Many crypto wallets and other online services require users to download “recovery” keys in order to access their accounts. These keys serve as a backup in case the user loses access to their account for any reason, such as forgetting their password. It is common for users to download these keys and then upload them back to the website in order to verify their ownership of the account.

In the attack scenario described above, the attacker would take advantage of this common practice by providing the user with a zip file containing a symlink instead of actual recovery keys. When the user unzips and uploads the file, the symlink would be processed, allowing the attacker to gain access to sensitive files on the user’s computer.

To demonstrate the potential impact of this vulnerability, we created a proof-of-concept attack that uses CSS to manipulate the file input element in the Chrome or Chromium-based browser. By making the file input element larger, we were able to ensure that any file dropped onto the page would be uploaded, regardless of where it was dropped. This allowed us to exploit the symbolic link following vulnerability, and steal files from the user’s file system.

We used this proof-of-concept attack to create a realistic scenario where an attacker could trick a user into visiting a malicious website, and then steal sensitive files by exploiting the symbolic link following vulnerability in Chrome. This shows the potential consequences of this vulnerability.

You can check out our proof-of-concept for the “SymStealer” vulnerability and try it out by visiting our original bug report on the Chromium bug tracker. The full source code is also available there.

Hackers are after your crypto

Hackers are increasingly targeting individuals and organizations holding cryptocurrencies, as these digital assets can be highly valuable. One common tactic used by hackers is to exploit vulnerabilities in software, such as this recently disclosed vulnerability, in order to gain access to crypto wallets and steal the funds they contain.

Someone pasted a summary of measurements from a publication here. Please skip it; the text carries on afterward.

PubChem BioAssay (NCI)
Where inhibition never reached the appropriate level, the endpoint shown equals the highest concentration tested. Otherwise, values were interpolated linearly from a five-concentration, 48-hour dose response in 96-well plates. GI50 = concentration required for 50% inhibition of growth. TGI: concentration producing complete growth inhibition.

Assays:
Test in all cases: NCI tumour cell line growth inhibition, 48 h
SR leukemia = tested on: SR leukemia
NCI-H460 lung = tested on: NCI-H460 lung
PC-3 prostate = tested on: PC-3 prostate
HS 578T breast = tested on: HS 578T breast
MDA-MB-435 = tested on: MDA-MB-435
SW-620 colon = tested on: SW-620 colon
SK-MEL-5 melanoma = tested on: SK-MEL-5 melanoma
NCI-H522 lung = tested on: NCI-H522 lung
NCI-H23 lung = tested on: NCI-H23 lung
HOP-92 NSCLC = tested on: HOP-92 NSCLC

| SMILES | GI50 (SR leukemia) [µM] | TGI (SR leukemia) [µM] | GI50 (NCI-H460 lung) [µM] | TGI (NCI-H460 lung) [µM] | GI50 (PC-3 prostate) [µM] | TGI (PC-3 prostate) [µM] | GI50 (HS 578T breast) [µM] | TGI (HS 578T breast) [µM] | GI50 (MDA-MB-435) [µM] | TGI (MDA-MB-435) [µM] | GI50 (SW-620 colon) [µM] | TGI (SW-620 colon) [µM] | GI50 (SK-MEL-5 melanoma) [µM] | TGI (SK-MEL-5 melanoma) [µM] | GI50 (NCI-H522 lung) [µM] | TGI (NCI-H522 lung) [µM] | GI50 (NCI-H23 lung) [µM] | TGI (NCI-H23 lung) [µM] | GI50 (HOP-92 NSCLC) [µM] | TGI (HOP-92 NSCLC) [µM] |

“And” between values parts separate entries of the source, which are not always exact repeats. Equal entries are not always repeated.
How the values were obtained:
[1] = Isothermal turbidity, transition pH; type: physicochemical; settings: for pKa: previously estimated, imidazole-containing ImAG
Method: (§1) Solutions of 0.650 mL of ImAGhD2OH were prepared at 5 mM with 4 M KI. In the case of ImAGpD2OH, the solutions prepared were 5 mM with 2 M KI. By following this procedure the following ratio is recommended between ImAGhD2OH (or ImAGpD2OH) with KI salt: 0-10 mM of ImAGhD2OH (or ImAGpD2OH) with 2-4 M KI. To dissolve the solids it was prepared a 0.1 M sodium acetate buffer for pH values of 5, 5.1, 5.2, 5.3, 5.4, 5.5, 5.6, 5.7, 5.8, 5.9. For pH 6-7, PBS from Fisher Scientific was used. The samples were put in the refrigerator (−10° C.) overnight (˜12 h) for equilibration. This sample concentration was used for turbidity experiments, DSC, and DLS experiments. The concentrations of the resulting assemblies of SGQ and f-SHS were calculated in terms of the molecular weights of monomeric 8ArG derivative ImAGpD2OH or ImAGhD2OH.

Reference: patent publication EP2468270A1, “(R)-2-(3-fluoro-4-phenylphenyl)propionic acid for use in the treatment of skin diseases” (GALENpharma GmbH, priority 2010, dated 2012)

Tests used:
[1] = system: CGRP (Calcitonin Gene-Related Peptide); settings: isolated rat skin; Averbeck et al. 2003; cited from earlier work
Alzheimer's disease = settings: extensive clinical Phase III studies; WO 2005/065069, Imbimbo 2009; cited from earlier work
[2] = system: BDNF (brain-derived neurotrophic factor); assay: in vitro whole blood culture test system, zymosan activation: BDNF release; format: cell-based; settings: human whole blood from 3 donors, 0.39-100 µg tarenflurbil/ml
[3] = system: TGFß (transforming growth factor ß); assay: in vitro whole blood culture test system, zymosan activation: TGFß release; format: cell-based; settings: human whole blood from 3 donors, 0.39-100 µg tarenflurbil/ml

To protect your crypto assets, it is important to keep your software up to date and avoid downloading files or clicking on links from untrusted sources. It is also a good idea to use a hardware wallet to store your cryptocurrencies, as these devices are not connected to the internet and are therefore less vulnerable to hacking attempts. Additionally, consider using a password manager to generate strong, unique passwords for your crypto accounts, and enable two-factor authentication whenever possible. By taking these precautions, you can reduce the risk of your crypto being stolen by hackers.


After disclosing the vulnerability to Google, the Imperva team found that the first fix, introduced in Chrome 107, did not fully address the issue. The team notified Google of this, and the issue was fully resolved in Chrome 108. It is important to always keep your software up to date in order to protect against the latest vulnerabilities and ensure that your personal and financial information remains secure.

We would like to thank Google for their response to this issue and for their cooperation in addressing it. It was a privilege to work with the Google team and help make Chrome a safer and more secure browser for all users. We take pride in our ability to identify and disclose vulnerabilities, and we are committed to working with software vendors to ensure that the products we all rely on are as secure as possible.